For academic researchers trying to turn an idea into a business, it’s easy to get caught up in the discovery’s “cool” factor and overlook the fact that it needs to be something people will pay money for.
As the Medical College of Wisconsin’s newly named director of research commercialization, Bill Clarke knows this dynamic well. He has more than 20 years of experience in academia, clinical practice, and in the life sciences industry. In his new role at MCW, he says he won’t be shy about telling physicians and researchers that their idea is interesting but that it simply won’t translate as a business, or that it’s a great idea, and here’s the game plan for getting it to market.
Clarke has earned the street cred to make those judgments and understands the steps it takes to achieve commercial success, he says. He led R&D efforts for Amersham Health, which was later acquired by GE Healthcare, which named him executive vice president and chief medical officer in 2004. Several molecular imaging products he helped develop at Amersham have since received FDA approval under GE Healthcare, he added.
Clarke joined MCW nearly four years ago, where he serves as associate professor of anesthesiology and pediatrics and he’s also a pediatric anesthesiologist at Children’s Hospital of Wisconsin. MCW, based in Wauwatosa on Milwaukee’s western border, is one of two medical schools in Wisconsin. The other is the University of Wisconsin School of Medicine and Public Health in the state capital of Madison.
Prior to MCW, Clarke was president and CEO of the Madison-based pharmaceutical company Cellectar. He has also served as GlaxoWellcome UK’s director of biological sciences and disease science, and held faculty positions at the University of Pennsylvania and the University of Washington.
He has been quietly helping MCW’s research commercialization efforts for about a year, but the newly created position wasn’t made official until April. In his new role, Clarke will collaborate with the Office of Technology Development, which manages MCW’s intellectual property. Clarke will continue practicing at Children’s Hospital three or four days a week, while performing the research commercialization duties roughly one day per week.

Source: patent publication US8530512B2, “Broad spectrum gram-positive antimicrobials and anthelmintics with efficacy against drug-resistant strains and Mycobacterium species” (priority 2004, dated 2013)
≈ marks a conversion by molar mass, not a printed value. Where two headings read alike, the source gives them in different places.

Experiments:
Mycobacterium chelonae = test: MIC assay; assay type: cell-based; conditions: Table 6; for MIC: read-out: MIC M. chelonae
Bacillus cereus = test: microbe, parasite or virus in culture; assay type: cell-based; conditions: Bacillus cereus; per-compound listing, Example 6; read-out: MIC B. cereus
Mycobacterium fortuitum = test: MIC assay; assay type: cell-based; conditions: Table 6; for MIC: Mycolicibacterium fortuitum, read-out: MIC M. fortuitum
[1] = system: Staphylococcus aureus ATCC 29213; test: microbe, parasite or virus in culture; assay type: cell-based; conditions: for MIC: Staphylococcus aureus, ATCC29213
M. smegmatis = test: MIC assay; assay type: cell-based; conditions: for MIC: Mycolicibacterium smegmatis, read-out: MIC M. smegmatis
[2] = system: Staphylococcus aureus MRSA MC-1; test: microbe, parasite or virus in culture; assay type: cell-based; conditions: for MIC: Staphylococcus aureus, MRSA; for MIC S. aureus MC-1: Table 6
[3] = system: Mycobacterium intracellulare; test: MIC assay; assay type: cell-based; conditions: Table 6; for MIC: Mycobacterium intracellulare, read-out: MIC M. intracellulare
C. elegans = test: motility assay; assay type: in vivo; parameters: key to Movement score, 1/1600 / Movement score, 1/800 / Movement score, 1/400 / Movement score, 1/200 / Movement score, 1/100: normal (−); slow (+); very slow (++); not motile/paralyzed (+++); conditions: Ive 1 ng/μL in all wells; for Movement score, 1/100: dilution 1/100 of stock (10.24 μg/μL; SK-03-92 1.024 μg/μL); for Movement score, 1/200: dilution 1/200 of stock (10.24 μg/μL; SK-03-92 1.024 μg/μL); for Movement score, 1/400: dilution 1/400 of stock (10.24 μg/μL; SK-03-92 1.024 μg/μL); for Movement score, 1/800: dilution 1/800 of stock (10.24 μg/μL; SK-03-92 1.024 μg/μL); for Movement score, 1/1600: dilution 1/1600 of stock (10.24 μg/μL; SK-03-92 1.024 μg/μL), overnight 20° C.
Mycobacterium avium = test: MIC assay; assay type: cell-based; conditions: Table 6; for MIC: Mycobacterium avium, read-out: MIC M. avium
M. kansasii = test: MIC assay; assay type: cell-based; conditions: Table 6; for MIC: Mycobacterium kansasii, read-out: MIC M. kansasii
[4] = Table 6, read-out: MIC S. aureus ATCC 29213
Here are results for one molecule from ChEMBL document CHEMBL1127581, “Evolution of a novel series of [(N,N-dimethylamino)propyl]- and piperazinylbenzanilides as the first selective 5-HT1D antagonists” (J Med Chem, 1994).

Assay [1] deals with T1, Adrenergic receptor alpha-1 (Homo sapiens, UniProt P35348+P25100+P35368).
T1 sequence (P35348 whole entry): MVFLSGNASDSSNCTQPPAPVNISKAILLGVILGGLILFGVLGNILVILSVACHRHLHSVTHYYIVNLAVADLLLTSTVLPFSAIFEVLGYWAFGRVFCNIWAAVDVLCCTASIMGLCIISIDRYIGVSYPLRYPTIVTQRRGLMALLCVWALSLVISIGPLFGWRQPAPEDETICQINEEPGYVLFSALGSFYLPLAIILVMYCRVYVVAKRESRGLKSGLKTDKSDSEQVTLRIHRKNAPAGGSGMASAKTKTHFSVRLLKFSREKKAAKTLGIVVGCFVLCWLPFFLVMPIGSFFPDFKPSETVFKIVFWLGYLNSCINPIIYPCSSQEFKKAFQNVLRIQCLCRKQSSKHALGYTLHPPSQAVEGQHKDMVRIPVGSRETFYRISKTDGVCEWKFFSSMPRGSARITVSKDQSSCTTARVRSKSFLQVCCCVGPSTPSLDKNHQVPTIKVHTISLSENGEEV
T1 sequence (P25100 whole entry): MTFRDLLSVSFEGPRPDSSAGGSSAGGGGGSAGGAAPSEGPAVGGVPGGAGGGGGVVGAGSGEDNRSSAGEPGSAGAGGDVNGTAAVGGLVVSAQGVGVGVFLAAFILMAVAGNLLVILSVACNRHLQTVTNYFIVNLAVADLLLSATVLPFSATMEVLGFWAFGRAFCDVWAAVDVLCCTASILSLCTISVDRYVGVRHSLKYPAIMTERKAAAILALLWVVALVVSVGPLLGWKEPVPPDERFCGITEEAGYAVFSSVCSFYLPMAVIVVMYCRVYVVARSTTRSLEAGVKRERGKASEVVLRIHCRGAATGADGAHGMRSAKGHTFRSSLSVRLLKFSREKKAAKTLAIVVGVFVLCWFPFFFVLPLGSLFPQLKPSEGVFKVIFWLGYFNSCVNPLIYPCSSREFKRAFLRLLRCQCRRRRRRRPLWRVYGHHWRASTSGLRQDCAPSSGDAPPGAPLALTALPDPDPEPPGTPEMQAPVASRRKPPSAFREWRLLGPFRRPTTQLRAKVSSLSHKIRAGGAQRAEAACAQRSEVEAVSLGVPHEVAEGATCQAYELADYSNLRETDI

Clarke says his goal is not so much to focus on boosting MCW commercialization statistics as to provide support for faculty researchers, foster a self-sustaining entrepreneurial climate, and help mold promising ideas so that they’ll pass muster with investors.
Xconomy recently sat down to chat with Clarke. The following is an edited transcript of the conversation.
Xconomy: What’s your assessment of MCW staff’s potential for commercializing research?
Bill Clarke: There’s a lot of really smart scientists here, and there just hasn’t been the focus on commercialization that there has been at the University of Wisconsin, with all the horsepower of [the Wisconsin Alumni Research Foundation] and what WARF can bring. And the entrepreneurial environment in Madison is pretty conducive to people going out and finding people who have been entrepreneurial in healthcare and getting the advice they need.
We’ve got one company that’s already formed and is to be announced some time soon. …What I bring to these people is a deep understanding of how to commercialize stuff. And I’m not shy about telling somebody: “This’ll never turn into a product; there’s just no way,” but also being able to say to people, “this is a great idea but it really needs to be directed this way” or “this is just a great idea; let me help you with that.”
Learning how to commercialize, particularly something that has to go through a regulatory pathway, is extremely complicated, and I can’t do all of it by myself. But I understand it, having run a global R&D operation, so that I can get people over the major hurdles and find, if necessary, the consultants they need.
X: What’s your biggest piece of advice to someone thinking about commercializing an idea?
BC: I think the hardest thing for any scientist who has an idea that they think is [able to be commercialized] is to understand that, unlike in academia, it’s not the quality of the science or the coolness of the science that … Next Page »